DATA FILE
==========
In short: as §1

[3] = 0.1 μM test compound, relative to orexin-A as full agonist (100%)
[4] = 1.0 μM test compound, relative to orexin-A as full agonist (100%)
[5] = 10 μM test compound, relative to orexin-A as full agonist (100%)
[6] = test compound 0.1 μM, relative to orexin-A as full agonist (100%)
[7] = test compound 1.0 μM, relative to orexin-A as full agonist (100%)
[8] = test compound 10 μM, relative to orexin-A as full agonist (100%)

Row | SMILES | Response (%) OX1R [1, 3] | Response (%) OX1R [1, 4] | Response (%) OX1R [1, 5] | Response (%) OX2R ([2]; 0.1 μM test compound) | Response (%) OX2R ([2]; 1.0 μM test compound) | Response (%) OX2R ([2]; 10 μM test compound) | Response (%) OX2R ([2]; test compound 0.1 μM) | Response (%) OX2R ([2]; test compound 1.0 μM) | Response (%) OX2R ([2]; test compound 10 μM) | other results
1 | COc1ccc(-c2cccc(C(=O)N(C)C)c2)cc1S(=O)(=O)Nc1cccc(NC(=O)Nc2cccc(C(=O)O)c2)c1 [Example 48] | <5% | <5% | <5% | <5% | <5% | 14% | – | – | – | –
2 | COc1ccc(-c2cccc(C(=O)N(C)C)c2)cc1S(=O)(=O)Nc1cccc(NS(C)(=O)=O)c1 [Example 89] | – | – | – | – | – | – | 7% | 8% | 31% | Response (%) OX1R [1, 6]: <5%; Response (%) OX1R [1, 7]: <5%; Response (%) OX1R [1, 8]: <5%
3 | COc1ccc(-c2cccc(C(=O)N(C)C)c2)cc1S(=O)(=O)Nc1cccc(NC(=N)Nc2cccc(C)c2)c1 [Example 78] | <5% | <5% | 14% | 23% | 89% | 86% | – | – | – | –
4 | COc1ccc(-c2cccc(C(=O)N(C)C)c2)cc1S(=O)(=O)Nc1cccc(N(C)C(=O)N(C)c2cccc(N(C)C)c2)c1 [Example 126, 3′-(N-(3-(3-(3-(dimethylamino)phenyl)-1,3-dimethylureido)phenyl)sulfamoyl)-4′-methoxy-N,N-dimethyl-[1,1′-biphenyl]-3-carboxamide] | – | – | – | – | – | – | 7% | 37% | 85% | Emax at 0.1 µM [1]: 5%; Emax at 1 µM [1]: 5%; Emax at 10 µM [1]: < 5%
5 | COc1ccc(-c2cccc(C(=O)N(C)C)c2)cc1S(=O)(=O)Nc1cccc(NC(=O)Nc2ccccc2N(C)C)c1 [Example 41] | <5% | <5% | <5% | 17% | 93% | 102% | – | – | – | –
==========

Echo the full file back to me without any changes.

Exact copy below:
In short: as §1

[3] = 0.1 μM test compound, relative to orexin-A as full agonist (100%)
[4] = 1.0 μM test compound, relative to orexin-A as full agonist (100%)
[5] = 10 μM test compound, relative to orexin-A as full agonist (100%)
[6] = test compound 0.1 μM, relative to orexin-A as full agonist (100%)
[7] = test compound 1.0 μM, relative to orexin-A as full agonist (100%)
[8] = test compound 10 μM, relative to orexin-A as full agonist (100%)

Row | SMILES | Response (%) OX1R [1, 3] | Response (%) OX1R [1, 4] | Response (%) OX1R [1, 5] | Response (%) OX2R ([2]; 0.1 μM test compound) | Response (%) OX2R ([2]; 1.0 μM test compound) | Response (%) OX2R ([2]; 10 μM test compound) | Response (%) OX2R ([2]; test compound 0.1 μM) | Response (%) OX2R ([2]; test compound 1.0 μM) | Response (%) OX2R ([2]; test compound 10 μM) | other results
1 | COc1ccc(-c2cccc(C(=O)N(C)C)c2)cc1S(=O)(=O)Nc1cccc(NC(=O)Nc2cccc(C(=O)O)c2)c1 [Example 48] | <5% | <5% | <5% | <5% | <5% | 14% | – | – | – | –
2 | COc1ccc(-c2cccc(C(=O)N(C)C)c2)cc1S(=O)(=O)Nc1cccc(NS(C)(=O)=O)c1 [Example 89] | – | – | – | – | – | – | 7% | 8% | 31% | Response (%) OX1R [1, 6]: <5%; Response (%) OX1R [1, 7]: <5%; Response (%) OX1R [1, 8]: <5%
3 | COc1ccc(-c2cccc(C(=O)N(C)C)c2)cc1S(=O)(=O)Nc1cccc(NC(=N)Nc2cccc(C)c2)c1 [Example 78] | <5% | <5% | 14% | 23% | 89% | 86% | – | – | – | –
4 | COc1ccc(-c2cccc(C(=O)N(C)C)c2)cc1S(=O)(=O)Nc1cccc(N(C)C(=O)N(C)c2cccc(N(C)C)c2)c1 [Example 126, 3′-(N-(3-(3-(3-(dimethylamino)phenyl)-1,3-dimethylureido)phenyl)sulfamoyl)-4′-methoxy-N,N-dimethyl-[1,1′-biphenyl]-3-carboxamide] | – | – | – | – | – | – | 7% | 37% | 85% | Emax at 0.1 µM [1]: 5%; Emax at 1 µM [1]: 5%; Emax at 10 µM [1]: < 5%
5 | COc1ccc(-c2cccc(C(=O)N(C)C)c2)cc1S(=O)(=O)Nc1cccc(NC(=O)Nc2ccccc2N(C)C)c1 [Example 41] | <5% | <5% | <5% | 17% | 93% | 102% | – | – | – | –